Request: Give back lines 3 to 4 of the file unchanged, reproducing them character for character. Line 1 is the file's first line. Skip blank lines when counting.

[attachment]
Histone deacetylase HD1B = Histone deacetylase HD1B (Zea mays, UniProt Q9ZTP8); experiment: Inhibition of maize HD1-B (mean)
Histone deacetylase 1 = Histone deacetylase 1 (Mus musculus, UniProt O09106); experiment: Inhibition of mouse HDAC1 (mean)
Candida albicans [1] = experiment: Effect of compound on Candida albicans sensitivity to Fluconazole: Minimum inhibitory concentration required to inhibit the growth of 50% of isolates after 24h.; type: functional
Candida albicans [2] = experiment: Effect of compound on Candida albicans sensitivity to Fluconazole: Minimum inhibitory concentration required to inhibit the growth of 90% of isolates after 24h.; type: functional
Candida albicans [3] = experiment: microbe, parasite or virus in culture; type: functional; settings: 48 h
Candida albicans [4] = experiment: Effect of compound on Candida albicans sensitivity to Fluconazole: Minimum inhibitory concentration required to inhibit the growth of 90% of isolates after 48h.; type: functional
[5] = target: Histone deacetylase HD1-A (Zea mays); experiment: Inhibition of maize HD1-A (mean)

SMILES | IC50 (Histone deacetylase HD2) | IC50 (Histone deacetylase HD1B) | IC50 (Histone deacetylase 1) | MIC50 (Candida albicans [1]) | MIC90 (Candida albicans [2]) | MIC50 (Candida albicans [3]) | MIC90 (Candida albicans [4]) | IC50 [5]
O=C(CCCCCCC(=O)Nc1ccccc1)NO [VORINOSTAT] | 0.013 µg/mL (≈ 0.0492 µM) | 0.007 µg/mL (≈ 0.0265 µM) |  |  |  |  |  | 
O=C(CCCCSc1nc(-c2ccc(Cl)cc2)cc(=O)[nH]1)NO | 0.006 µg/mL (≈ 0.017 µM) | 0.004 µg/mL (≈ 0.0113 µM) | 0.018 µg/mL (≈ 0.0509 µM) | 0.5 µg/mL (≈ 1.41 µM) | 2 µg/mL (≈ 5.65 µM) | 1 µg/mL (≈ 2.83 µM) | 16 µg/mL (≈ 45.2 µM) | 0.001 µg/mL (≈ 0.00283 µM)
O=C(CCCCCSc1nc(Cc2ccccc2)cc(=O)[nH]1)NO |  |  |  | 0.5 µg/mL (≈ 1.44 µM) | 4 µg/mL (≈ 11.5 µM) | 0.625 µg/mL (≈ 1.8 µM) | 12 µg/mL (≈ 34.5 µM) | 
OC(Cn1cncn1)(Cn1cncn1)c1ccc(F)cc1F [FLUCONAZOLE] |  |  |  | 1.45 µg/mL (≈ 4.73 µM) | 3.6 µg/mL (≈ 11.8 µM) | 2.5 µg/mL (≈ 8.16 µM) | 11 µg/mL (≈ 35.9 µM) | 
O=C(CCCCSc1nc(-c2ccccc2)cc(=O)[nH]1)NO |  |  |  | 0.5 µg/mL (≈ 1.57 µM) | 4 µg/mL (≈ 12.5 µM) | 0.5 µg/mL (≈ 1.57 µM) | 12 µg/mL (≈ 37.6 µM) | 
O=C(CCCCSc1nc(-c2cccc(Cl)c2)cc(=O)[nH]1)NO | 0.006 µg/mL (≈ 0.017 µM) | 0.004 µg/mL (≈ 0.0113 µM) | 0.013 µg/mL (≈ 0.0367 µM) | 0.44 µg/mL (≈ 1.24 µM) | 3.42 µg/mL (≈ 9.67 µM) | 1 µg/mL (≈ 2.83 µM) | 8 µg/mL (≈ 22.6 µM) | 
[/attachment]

Candida albicans [1] = experiment: Effect of compound on Candida albicans sensitivity to Fluconazole: Minimum inhibitory concentration required to inhibit the growth of 50% of isolates after 24h.; type: functional
Candida albicans [2] = experiment: Effect of compound on Candida albicans sensitivity to Fluconazole: Minimum inhibitory concentration required to inhibit the growth of 90% of isolates after 24h.; type: functional